It really bums me out to read stories about college grads who can’t find jobs.
I did 11 years in the management department at LSU teaching among other things Human Resource Management and Employee Selection/Placement. I also did stints as department undergrad adviser and as internship coordinator.
During that time I worked with hundreds of students as they transitioned from student to intern to employee. Here are some things I learned that I hope will help you college students out there.
Work experience is important. Working during summer breaks is a good idea. If possible, get a different job, with a different company each summer. As your college career progresses, you will take more major-specific classes. In the same way, seek job opportunities more specific to your chosen field every year. Internships can be a great source for these.
Regarding work, it may be easy to babysit for a neighbor or work for your parents but doing something like that isn’t very helpful in the long-run – unless of course you want to be a day-care worker or plan to go into the family biz.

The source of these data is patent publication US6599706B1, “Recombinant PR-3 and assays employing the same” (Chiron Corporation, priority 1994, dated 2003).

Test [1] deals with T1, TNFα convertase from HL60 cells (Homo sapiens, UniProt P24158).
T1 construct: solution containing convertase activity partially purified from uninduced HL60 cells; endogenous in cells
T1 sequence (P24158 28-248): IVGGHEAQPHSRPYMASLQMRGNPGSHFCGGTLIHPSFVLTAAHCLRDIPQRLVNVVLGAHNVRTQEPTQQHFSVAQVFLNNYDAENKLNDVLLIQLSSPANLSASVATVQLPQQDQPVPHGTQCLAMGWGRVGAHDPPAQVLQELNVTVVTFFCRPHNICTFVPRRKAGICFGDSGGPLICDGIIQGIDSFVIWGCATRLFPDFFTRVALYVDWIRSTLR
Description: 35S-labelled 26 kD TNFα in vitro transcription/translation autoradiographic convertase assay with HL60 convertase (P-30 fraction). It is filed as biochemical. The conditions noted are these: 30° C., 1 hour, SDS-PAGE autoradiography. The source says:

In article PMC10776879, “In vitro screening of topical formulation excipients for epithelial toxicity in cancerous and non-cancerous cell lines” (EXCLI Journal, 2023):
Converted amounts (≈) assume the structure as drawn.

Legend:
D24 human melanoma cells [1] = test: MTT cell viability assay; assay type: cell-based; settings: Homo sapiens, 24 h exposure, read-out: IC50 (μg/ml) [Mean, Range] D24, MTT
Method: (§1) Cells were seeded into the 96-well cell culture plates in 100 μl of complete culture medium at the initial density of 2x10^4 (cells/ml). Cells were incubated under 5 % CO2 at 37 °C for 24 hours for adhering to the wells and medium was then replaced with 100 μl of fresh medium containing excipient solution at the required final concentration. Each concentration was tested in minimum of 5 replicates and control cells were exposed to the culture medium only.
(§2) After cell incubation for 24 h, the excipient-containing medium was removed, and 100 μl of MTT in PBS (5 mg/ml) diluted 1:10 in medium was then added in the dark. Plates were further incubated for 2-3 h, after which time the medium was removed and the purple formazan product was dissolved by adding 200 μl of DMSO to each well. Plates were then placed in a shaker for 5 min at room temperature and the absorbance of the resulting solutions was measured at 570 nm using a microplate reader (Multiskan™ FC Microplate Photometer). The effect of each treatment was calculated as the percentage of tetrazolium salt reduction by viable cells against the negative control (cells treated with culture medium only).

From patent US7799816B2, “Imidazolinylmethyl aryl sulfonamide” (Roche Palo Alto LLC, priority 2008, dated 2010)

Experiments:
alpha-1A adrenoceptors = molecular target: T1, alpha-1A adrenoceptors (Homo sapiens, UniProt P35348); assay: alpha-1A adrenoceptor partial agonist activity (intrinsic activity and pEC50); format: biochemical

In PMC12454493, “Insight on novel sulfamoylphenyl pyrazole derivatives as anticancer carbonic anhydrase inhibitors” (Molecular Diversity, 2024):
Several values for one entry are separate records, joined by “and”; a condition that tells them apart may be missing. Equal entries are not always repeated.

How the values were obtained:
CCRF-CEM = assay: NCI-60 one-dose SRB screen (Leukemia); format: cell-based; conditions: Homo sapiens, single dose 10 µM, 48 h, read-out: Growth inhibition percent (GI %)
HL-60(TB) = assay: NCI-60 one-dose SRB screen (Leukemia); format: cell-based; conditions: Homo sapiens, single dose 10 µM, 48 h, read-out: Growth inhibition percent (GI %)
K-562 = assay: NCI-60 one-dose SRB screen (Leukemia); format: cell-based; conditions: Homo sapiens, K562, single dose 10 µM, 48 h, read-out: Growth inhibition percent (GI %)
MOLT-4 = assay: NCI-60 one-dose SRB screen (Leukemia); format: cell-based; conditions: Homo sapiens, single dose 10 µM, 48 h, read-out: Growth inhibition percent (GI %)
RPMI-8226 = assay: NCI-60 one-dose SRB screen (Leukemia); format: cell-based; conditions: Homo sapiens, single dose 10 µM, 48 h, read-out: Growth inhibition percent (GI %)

Work is important for getting that post-grad job offer for many reasons because it:
- helps you learn more about what you do and don’t want in a career.
- provides evidence (to recruiters) that you are a reliable and conscientious worker. HR’s preferred reference is an immediate supervisor (past or present).
- exposes you to others with backgrounds different from your own. The ability to deal with diversity is quite important in today’s workplace. Many students I taught had private school educations and little previous interaction with people unlike themselves. Nothing like a job in the hospitality industry or retail or construction for learning about diversity.
- allows you to demonstrate that you possess the knowledge, skills and abilities that companies want.
Several years ago, a survey of companies that recruited at LSU found job-related work experience was the #1 quality recruiters wanted in students. And, yes, that’s inherently a Catch-22. How can you get experience, when companies only want to hire people with experience?
Not easy, but certainly possible. However, it requires you be proactive. Ask your boss if you can get involved in a project related to your ultimate goal. For instance, you are a restaurant server who wants a career in HR. Ask if you can participate in training new employees or in selection interviews.
A little initiative is usually welcomed and it certainly can’t hurt to ask. Companies that hire students typically want to them to be successful.
Realizing here that I have too much to say on this topic for just one post so stay tuned…
Would love to hear your thoughts on getting a job after graduation.